I have no need to be embarrassed. My teenage years were in the 80s and it’s obvious to me that I enjoyed the golden years of modern music. Well I copped a bit of the 70s tail which was also awesome, but they didn’t have Duran Duran, INXS [R.I.P] or Peter Garrett singing his guts out for a cause.
The 80s were also where we started to lose our way with building design. We got greedy and lazy. We started to seal our buildings up and wallow in cheap energy. We had that awful ‘chunky tubing’ stuff which is now thankfully almost all removed. Perhaps we were so distracted by the cool music that we gave up on everything else…?
But now we’re in the midst of a renaissance of opening our buildings up to nature again. The signs are all around us, and this time it’s being driven by health benefits as much as by energy efficiency.
There is a growing well of research which has established a link between indoor plants and improved occupant health, either directly or indirectly. Ironically the tipping point was a NASA study carried out in 1989 [Madonna’s ‘Like a Prayer’ was the top single that year] where they began exploring ways in which plants could be grown in space to support missions.
There is now so much evidence about the health benefits of indoor plants that the question of whether or not to have indoor plants in our workplace has become one of ‘Duty of Care’… the real question is ‘can we afford not to have indoor plants?’.
There are two components to the health benefits of indoor plants; VOC Removal and the Biophilic Response.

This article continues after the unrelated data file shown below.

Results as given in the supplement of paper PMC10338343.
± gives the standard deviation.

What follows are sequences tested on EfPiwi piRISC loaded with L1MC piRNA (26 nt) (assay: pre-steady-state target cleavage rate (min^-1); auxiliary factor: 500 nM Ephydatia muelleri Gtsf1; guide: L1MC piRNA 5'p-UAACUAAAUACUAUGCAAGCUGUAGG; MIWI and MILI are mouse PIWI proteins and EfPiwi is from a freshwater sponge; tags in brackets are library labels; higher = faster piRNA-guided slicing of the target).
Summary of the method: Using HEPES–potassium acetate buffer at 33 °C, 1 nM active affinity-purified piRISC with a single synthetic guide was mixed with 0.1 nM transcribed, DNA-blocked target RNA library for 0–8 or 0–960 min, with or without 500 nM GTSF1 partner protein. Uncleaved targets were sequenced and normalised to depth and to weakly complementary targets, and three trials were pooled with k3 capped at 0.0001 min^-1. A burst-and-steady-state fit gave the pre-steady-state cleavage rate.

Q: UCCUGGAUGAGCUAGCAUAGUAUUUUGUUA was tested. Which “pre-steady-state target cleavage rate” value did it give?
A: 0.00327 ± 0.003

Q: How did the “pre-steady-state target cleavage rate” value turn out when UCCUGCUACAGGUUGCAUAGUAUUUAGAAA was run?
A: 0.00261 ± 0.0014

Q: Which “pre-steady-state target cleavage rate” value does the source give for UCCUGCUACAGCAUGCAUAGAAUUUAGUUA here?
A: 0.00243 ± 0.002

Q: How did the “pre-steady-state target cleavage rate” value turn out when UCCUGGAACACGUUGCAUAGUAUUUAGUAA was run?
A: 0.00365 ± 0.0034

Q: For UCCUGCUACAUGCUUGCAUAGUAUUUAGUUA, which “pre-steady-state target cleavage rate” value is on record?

V0latile Organic Compounds, or in my words ‘new car smell’ [love it don’t we?!], are used in a multitude of products that we use to construct and furnish our homes, our hospitals, our offices and every other thing we build or manufacture – these are ‘anthropogenic VOCs’ as opposed to those that are naturally occurring. There are 100s of human-made VOCs in use, many of which are known carcinogens [kind of makes you pay attention doesn’t it?].
A great study was published by Prof. Margaret Burchett of the University of Technology Sydney [UTS], which demonstrated that indoor plants are able to remove all traces of VOCs from an enclosed environment over a 48 hour period. And it’s the bacteria in the soil that do the work rather than the plants… the bacteria rely on the soil and the plant’s roots to survive – no plant, no bacteria, no VOC removal. This research paper is short and punchy – worth reading.
Whilst we’re transitioning to low/no-VOC materials [and believe me that one’s racing forward], the ability of indoor plants to clean the air for us seems like a good idea [almost as good as the music I’m listening to right now].
Biophilia relates to the human response to nature – in short; we have evolved immersed in nature, and to maintain a connection with nature in our environment has a biological / health benefit.
Various studies in hospital wards [here’s an example which is by no means the only one] have revealed that patients in rooms with some indoor plants consistently reported higher levels of comfort and satisfaction, took less drugs for low to medium pain [big cost saving], had lower blood pressure, heart rate, anxiety and fatigue [which aids healing] and required less care [another cost saving]… compared to patients in rooms without plants.
So if we know plants help patients in hospitals heal, it’s probably a great idea to have plants in our homes, our offices and our schools.
There is compelling evidence showing that we are better off with plants around us. How to incorporate them into our designs of any scale is the fun part, whether it be our home, a refurbished workplace, a hospital or a city master plan… whether it be indoor plants, outdoor plants or a blurring of buildings-place-nature. Rockin’ stuff.
Now hug a plant and go listen to some 80s music.